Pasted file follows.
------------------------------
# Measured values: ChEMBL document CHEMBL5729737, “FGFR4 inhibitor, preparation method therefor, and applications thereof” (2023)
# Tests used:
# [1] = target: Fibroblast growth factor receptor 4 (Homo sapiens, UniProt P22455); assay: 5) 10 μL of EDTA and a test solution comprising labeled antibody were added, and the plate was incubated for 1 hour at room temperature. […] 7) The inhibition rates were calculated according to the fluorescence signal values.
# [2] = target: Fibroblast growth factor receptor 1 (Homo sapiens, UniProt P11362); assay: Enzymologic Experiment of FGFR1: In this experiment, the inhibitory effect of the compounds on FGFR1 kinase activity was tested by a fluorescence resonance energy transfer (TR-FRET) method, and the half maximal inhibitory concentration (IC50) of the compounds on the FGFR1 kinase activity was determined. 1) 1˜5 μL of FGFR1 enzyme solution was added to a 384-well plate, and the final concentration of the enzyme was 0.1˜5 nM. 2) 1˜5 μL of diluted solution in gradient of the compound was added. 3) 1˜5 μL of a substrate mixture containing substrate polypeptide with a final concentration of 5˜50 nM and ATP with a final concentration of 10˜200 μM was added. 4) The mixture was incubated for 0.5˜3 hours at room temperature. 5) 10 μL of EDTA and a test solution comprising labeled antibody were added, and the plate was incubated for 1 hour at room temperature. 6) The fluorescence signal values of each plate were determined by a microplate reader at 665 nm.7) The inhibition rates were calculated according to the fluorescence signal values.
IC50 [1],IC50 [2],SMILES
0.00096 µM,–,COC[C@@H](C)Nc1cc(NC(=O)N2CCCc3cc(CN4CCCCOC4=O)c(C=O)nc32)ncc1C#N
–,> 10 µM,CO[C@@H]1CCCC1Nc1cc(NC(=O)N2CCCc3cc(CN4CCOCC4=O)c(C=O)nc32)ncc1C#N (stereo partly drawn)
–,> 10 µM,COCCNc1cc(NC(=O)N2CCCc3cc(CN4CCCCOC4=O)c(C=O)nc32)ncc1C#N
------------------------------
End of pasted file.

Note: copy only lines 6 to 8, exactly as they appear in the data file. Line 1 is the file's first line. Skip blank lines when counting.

0.00096 µM,–,COC[C@@H](C)Nc1cc(NC(=O)N2CCCc3cc(CN4CCCCOC4=O)c(C=O)nc32)ncc1C#N
–,> 10 µM,CO[C@@H]1CCCC1Nc1cc(NC(=O)N2CCCc3cc(CN4CCOCC4=O)c(C=O)nc32)ncc1C#N (stereo partly drawn)
–,> 10 µM,COCCNc1cc(NC(=O)N2CCCc3cc(CN4CCCCOC4=O)c(C=O)nc32)ncc1C#N